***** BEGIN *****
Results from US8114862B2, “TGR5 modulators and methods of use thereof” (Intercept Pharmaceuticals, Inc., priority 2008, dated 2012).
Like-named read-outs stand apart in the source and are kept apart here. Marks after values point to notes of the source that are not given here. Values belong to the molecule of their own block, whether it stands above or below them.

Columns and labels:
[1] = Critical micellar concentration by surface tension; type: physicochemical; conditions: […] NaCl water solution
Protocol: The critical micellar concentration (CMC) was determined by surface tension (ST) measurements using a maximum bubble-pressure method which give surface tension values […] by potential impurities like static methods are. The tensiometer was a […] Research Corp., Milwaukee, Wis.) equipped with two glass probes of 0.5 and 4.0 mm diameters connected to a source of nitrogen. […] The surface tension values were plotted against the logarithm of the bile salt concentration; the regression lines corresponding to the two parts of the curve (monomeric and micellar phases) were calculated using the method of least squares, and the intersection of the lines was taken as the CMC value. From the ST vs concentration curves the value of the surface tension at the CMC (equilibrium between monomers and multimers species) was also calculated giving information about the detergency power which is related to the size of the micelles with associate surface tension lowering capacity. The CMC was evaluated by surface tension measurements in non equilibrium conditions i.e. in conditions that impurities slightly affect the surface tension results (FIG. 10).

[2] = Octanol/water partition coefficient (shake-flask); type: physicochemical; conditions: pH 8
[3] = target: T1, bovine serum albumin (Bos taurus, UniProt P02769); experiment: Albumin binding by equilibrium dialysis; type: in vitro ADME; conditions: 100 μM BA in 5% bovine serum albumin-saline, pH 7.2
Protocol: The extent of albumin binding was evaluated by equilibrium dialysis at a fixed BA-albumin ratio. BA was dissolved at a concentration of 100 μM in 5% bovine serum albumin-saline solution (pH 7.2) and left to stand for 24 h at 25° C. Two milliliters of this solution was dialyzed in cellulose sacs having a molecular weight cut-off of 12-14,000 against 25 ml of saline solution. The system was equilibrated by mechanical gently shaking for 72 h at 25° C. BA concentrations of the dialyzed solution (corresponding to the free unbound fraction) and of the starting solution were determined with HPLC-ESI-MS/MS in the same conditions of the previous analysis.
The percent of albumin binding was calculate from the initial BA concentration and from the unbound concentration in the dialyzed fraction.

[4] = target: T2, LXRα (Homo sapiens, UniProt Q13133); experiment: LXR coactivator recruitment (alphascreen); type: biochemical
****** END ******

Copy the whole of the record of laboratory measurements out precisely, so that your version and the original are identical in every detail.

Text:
Results from US8114862B2, “TGR5 modulators and methods of use thereof” (Intercept Pharmaceuticals, Inc., priority 2008, dated 2012).
Like-named read-outs stand apart in the source and are kept apart here. Marks after values point to notes of the source that are not given here. Values belong to the molecule of their own block, whether it stands above or below them.

Columns and labels:
[1] = Critical micellar concentration by surface tension; type: physicochemical; conditions: […] NaCl water solution
Protocol: The critical micellar concentration (CMC) was determined by surface tension (ST) measurements using a maximum bubble-pressure method which give surface tension values […] by potential impurities like static methods are. The tensiometer was a […] Research Corp., Milwaukee, Wis.) equipped with two glass probes of 0.5 and 4.0 mm diameters connected to a source of nitrogen. […] The surface tension values were plotted against the logarithm of the bile salt concentration; the regression lines corresponding to the two parts of the curve (monomeric and micellar phases) were calculated using the method of least squares, and the intersection of the lines was taken as the CMC value. From the ST vs concentration curves the value of the surface tension at the CMC (equilibrium between monomers and multimers species) was also calculated giving information about the detergency power which is related to the size of the micelles with associate surface tension lowering capacity. The CMC was evaluated by surface tension measurements in non equilibrium conditions i.e. in conditions that impurities slightly affect the surface tension results (FIG. 10).

[2] = Octanol/water partition coefficient (shake-flask); type: physicochemical; conditions: pH 8
[3] = target: T1, bovine serum albumin (Bos taurus, UniProt P02769); experiment: Albumin binding by equilibrium dialysis; type: in vitro ADME; conditions: 100 μM BA in 5% bovine serum albumin-saline, pH 7.2
Protocol: The extent of albumin binding was evaluated by equilibrium dialysis at a fixed BA-albumin ratio. BA was dissolved at a concentration of 100 μM in 5% bovine serum albumin-saline solution (pH 7.2) and left to stand for 24 h at 25° C. Two milliliters of this solution was dialyzed in cellulose sacs having a molecular weight cut-off of 12-14,000 against 25 ml of saline solution. The system was equilibrated by mechanical gently shaking for 72 h at 25° C. BA concentrations of the dialyzed solution (corresponding to the free unbound fraction) and of the starting solution were determined with HPLC-ESI-MS/MS in the same conditions of the previous analysis.
The percent of albumin binding was calculate from the initial BA concentration and from the unbound concentration in the dialyzed fraction.

[4] = target: T2, LXRα (Homo sapiens, UniProt Q13133); experiment: LXR coactivator recruitment (alphascreen); type: biochemical